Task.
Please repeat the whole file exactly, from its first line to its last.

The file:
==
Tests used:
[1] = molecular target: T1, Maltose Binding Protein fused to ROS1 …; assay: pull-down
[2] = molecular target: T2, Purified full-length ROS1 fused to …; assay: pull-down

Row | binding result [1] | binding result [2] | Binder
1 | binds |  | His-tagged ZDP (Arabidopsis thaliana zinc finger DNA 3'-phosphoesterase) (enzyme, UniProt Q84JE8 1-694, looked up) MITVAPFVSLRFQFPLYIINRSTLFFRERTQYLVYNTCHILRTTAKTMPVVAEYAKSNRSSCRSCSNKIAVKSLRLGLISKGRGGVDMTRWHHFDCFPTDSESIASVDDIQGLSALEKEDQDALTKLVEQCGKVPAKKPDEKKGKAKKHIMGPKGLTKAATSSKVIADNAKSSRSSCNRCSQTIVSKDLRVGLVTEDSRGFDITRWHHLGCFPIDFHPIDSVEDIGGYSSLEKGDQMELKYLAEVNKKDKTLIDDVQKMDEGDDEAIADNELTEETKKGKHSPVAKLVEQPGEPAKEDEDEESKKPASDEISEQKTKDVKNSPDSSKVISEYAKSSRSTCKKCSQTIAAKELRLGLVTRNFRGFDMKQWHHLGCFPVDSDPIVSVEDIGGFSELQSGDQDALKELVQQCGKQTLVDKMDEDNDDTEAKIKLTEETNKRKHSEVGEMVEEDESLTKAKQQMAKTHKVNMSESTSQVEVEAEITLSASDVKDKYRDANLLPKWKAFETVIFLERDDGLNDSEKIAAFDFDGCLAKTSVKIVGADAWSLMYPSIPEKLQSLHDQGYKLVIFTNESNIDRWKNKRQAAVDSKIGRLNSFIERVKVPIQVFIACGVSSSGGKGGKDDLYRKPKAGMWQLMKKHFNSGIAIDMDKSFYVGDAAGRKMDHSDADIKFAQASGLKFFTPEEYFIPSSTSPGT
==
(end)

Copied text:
Tests used:
[1] = molecular target: T1, Maltose Binding Protein fused to ROS1 …; assay: pull-down
[2] = molecular target: T2, Purified full-length ROS1 fused to …; assay: pull-down

Row | binding result [1] | binding result [2] | Binder
1 | binds |  | His-tagged ZDP (Arabidopsis thaliana zinc finger DNA 3'-phosphoesterase) (enzyme, UniProt Q84JE8 1-694, looked up) MITVAPFVSLRFQFPLYIINRSTLFFRERTQYLVYNTCHILRTTAKTMPVVAEYAKSNRSSCRSCSNKIAVKSLRLGLISKGRGGVDMTRWHHFDCFPTDSESIASVDDIQGLSALEKEDQDALTKLVEQCGKVPAKKPDEKKGKAKKHIMGPKGLTKAATSSKVIADNAKSSRSSCNRCSQTIVSKDLRVGLVTEDSRGFDITRWHHLGCFPIDFHPIDSVEDIGGYSSLEKGDQMELKYLAEVNKKDKTLIDDVQKMDEGDDEAIADNELTEETKKGKHSPVAKLVEQPGEPAKEDEDEESKKPASDEISEQKTKDVKNSPDSSKVISEYAKSSRSTCKKCSQTIAAKELRLGLVTRNFRGFDMKQWHHLGCFPVDSDPIVSVEDIGGFSELQSGDQDALKELVQQCGKQTLVDKMDEDNDDTEAKIKLTEETNKRKHSEVGEMVEEDESLTKAKQQMAKTHKVNMSESTSQVEVEAEITLSASDVKDKYRDANLLPKWKAFETVIFLERDDGLNDSEKIAAFDFDGCLAKTSVKIVGADAWSLMYPSIPEKLQSLHDQGYKLVIFTNESNIDRWKNKRQAAVDSKIGRLNSFIERVKVPIQVFIACGVSSSGGKGGKDDLYRKPKAGMWQLMKKHFNSGIAIDMDKSFYVGDAAGRKMDHSDADIKFAQASGLKFFTPEEYFIPSSTSPGT